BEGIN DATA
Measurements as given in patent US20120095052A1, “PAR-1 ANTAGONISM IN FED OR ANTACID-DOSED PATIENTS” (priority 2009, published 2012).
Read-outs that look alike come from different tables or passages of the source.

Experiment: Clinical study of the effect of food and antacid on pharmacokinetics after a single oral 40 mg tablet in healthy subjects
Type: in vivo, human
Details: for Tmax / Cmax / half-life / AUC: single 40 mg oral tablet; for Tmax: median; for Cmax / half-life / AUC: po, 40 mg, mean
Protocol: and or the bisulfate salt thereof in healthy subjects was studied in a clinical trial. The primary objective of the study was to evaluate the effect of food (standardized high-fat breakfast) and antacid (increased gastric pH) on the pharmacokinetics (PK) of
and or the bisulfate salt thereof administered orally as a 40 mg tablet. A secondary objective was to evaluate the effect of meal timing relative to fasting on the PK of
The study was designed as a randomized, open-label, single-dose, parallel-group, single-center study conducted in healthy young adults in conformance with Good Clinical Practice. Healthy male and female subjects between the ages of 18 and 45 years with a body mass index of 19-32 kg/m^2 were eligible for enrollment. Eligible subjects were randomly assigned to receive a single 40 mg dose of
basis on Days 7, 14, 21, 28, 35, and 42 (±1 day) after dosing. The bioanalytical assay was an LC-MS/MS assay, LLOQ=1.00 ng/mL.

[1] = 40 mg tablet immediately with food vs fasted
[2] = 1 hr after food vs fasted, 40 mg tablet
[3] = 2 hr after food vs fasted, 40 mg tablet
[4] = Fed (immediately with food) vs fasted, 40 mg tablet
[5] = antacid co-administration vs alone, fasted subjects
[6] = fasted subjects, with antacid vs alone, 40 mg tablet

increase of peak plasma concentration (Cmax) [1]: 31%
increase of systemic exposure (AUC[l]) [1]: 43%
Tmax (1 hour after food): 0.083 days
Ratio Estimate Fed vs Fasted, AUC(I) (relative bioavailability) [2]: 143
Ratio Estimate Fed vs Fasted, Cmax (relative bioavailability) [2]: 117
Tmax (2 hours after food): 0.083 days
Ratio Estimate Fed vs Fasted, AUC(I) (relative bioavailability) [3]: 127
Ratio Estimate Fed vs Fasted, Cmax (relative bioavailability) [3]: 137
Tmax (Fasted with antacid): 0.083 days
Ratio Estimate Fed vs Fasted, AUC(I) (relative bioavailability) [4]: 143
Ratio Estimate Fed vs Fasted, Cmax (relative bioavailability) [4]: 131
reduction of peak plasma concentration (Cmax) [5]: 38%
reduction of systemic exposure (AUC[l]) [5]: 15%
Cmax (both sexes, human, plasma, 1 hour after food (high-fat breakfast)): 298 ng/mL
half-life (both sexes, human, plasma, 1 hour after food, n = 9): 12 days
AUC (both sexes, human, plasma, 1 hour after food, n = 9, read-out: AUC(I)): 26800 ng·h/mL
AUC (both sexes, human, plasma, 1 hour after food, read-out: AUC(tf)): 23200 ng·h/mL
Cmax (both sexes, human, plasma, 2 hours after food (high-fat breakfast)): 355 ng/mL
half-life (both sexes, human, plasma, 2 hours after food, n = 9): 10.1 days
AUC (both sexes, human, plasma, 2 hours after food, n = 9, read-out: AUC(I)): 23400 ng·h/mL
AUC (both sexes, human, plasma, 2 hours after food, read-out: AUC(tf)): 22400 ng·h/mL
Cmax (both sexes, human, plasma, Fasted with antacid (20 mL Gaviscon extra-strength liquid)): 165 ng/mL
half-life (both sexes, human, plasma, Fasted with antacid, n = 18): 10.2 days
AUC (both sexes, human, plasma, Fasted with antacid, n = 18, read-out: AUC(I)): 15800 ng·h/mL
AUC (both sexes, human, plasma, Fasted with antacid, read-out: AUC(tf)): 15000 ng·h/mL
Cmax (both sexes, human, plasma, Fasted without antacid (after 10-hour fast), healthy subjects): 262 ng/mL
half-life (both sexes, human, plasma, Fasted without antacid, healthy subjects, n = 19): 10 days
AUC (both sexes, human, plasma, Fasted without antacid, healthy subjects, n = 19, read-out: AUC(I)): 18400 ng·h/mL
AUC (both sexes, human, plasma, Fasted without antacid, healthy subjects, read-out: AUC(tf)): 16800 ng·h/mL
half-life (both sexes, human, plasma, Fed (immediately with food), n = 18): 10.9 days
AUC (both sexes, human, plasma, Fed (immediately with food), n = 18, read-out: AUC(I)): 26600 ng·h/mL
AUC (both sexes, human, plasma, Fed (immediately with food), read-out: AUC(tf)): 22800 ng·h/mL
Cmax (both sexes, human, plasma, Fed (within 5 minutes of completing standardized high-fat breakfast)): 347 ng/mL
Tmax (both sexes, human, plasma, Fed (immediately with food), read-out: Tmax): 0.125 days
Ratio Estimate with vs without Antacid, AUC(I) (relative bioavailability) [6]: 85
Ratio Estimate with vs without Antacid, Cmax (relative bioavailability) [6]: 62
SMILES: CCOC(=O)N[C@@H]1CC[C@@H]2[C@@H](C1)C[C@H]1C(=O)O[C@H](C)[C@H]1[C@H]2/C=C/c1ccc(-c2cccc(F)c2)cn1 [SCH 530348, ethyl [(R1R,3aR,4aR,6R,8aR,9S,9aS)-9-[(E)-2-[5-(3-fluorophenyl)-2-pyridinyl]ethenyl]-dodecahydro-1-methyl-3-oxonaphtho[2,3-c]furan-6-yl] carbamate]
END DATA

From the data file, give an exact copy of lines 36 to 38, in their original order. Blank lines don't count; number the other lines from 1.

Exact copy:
AUC (both sexes, human, plasma, 2 hours after food, read-out: AUC(tf)): 22400 ng·h/mL
Cmax (both sexes, human, plasma, Fasted with antacid (20 mL Gaviscon extra-strength liquid)): 165 ng/mL
half-life (both sexes, human, plasma, Fasted with antacid, n = 18): 10.2 days